Period Style Front Doors - Is it time to switch to contemporary materials?
New materials are being used to build front doors, below we look at how changes to the industry may affect which period door best suits your need.
It is fair to say that in the world of front doors as with many other architectural and home design features, period styles are still very much in demand. In probability the majority front doors purchased in the UK owe their classic lines to designers and craftsmen who worked a long time before you or I were born.
Whether you prefer the larger more solid look and feel typical to the Georgian period, or you just simply couldn’t consider hanging a front door which didn’t incorporate elaborate Victorian stained glass – everyone has an image in their head of how their front door should look.
So we have established that period designs are still sought after. What about the decision of which material should be used to make each door? Not something much debated you might think. Traditionalist will argue wood, some might even go one step further and match wood type to period – oak to Victorian for example. But is it still appropriate to use 19th century materials for a product which can so greatly benefit from 21st century technology? Cue big inhales as thoughts go to UPVC products featuring black gaskets and shiny white frames.
No I am talking about the advancements in GRP or glass reinforced plastic to those not in the industry, a relatively recent addition to the composite doors market. Advancements made in the manufacturing process have meant that recreating classic period styles out of this material are now becoming more common. Not only is it possible, the final product actually stands up as direct competition to wood – not simply aligning itself with the more affordable option that UPVC is.
The traditionalists mentioned above may never come round to the idea of installing a new composite door. For some the feel and the ageing of natural wood will always outweigh any benefit which newer materials might bring. For most of the general public though, knowing more will help make a more informed decision when the time comes.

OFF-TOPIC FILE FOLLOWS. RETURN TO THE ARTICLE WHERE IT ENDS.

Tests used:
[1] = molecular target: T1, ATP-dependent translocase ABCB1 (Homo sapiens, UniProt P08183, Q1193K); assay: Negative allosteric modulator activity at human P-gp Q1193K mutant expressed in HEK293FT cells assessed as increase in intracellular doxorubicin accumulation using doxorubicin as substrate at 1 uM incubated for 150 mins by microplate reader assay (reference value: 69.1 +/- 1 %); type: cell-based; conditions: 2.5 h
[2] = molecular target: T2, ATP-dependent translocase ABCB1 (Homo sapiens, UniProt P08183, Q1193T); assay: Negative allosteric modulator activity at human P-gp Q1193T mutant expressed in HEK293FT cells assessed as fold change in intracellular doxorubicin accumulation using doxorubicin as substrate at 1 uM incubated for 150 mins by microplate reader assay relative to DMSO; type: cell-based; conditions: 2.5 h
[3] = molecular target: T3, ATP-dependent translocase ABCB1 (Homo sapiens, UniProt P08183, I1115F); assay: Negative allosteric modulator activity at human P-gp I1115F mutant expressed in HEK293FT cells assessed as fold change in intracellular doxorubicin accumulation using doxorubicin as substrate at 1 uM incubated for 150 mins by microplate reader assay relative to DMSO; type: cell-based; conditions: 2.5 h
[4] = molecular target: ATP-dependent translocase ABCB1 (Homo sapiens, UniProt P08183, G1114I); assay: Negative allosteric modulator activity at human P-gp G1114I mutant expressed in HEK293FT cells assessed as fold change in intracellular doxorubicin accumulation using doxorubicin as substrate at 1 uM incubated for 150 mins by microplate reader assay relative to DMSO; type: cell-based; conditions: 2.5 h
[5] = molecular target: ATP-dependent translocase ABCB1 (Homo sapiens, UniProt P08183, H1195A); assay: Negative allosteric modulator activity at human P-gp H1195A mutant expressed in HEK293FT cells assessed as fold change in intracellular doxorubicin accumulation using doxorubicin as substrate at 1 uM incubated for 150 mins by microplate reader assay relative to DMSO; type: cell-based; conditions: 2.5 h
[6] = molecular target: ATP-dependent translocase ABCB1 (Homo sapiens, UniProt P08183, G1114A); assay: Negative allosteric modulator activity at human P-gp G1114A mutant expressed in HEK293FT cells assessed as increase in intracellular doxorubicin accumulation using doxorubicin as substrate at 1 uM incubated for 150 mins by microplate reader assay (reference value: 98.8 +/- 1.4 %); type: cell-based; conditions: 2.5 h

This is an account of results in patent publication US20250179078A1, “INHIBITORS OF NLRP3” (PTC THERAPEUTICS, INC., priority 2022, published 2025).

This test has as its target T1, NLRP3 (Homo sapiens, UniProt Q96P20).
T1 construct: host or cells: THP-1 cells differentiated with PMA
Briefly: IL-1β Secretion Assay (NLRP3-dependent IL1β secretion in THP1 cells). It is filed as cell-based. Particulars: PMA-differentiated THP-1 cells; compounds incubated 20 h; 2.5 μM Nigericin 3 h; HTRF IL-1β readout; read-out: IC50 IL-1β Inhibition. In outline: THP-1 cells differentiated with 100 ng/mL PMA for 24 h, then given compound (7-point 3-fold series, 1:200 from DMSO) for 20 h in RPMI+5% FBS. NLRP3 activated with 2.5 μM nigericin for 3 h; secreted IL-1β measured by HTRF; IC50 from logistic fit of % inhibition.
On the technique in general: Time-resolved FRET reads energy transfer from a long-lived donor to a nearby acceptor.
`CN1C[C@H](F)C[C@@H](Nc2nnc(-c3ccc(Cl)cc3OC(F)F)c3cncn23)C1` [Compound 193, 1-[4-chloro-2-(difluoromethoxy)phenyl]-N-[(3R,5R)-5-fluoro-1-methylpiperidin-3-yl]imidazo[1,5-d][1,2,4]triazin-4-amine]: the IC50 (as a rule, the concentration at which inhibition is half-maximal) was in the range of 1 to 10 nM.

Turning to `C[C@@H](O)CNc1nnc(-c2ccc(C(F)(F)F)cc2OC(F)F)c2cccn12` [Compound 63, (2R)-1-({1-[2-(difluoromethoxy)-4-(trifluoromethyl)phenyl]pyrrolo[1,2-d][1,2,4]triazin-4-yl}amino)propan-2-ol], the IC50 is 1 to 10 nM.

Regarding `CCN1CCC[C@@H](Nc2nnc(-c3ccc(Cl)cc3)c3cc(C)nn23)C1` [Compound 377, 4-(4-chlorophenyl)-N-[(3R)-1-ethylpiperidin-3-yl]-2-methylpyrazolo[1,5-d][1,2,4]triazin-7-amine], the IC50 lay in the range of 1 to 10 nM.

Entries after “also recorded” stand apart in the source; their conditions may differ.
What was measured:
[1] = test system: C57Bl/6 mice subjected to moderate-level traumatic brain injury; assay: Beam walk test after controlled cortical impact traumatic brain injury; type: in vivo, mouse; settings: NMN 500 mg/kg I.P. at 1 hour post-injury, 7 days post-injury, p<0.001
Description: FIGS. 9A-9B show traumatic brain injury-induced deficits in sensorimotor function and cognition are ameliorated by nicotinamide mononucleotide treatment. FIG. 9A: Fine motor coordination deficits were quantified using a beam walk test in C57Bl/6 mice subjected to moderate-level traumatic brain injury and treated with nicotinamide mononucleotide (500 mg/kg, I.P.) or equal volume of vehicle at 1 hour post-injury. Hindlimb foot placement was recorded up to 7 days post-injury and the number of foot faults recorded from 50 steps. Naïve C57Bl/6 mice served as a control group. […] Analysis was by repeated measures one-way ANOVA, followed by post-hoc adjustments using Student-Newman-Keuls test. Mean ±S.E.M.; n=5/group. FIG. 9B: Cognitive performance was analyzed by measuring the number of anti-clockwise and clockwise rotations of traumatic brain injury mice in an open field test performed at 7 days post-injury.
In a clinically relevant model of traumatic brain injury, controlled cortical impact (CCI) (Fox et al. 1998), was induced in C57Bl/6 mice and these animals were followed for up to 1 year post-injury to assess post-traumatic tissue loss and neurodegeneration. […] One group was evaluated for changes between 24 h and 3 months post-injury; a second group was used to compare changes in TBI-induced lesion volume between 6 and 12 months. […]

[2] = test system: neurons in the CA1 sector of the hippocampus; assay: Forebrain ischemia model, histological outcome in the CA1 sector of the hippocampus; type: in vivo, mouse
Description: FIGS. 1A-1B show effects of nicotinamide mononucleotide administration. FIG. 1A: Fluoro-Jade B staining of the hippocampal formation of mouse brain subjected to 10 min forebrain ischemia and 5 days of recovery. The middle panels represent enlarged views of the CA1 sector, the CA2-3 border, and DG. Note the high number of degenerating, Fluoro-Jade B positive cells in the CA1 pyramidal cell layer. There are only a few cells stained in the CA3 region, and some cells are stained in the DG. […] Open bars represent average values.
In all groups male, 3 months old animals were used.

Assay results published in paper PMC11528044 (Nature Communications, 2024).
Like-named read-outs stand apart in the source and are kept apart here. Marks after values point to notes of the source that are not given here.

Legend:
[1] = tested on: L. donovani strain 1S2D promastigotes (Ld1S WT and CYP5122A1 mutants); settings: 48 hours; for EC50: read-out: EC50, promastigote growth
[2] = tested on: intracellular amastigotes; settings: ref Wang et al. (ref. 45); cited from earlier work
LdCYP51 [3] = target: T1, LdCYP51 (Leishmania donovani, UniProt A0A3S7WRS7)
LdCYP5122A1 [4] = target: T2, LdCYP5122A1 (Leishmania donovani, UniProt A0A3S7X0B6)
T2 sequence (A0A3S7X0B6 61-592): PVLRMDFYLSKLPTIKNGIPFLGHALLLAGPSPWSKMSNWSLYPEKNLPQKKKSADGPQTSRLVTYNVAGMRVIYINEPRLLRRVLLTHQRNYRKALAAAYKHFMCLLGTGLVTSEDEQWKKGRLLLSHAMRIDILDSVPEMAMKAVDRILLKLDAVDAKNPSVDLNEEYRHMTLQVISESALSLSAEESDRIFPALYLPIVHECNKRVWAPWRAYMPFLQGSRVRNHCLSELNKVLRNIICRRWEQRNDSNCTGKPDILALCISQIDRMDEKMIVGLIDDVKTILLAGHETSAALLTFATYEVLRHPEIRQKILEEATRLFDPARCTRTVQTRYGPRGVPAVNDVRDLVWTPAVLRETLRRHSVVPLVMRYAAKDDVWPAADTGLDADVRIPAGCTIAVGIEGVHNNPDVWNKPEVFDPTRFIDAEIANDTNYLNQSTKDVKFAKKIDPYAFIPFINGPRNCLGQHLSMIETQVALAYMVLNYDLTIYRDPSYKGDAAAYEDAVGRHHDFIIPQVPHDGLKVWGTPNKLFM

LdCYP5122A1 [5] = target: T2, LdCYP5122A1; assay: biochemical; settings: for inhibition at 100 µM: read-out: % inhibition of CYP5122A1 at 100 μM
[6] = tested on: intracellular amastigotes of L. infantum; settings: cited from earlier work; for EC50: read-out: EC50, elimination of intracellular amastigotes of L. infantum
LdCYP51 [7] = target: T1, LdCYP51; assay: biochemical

Natural wood with its graining and feel is a material which just can’t be reproduced. Add 50-100 years of use to this and a door gains a character all of its own, prompting questions such as ‘who it has seen come and go?’ and ‘who in the future might pass through its gate?’. A new GRP door cannot compete with the antique period doors for history, but advancements in manufacturing technology means stained or painted wood can easily reproduced. Grains are visible and even to touch the doors feel natural. Meaning that if it’s a natural finish which is making you lean slightly towards wood - GRP may be worth a bit more investigation.
Security may now have more of an impact on the door purchasing decision than ever before. 67% of home burglars enter through the front door. Most GRP doors are manufactured to strict regulations, Yale Composite Doors for example design and build their doors to adhere to’ Secured by Design’, a UK Police initiative for safer homes. Wooden doors, especially Georgian designs are certainly not flimsy. But certainly in a direct comparison GRP doors offer a much greater level of protection.
With household bills over the next year coming under more and more scrutiny due to the economic climate, minimising the amount of heat lost through the front door may become a slightly bigger issue. Heat loss will also be thrust into the limelight in October this year with the introduction of the door U value (a measure of the amount of heat lost through a door) an industry wide regulatory standard for all new doors. Classic period doors are notorious for the drafts they often let through. GRP doors on the other hand lead the way in regards to compliance, and are in fact the only type of door at the moment to adhere to the regulatory 1.8W/m2K (minimum).
I think the underlying message here is that when searching for your dream period door, your search should no longer be restricted to a single material. Of course for some of you the decision had already been made before reading this article and wood will always be the only material to choose. But if your mind isn’t made up yet it really is worth investigating the benefits which GRP composite doors can bring.
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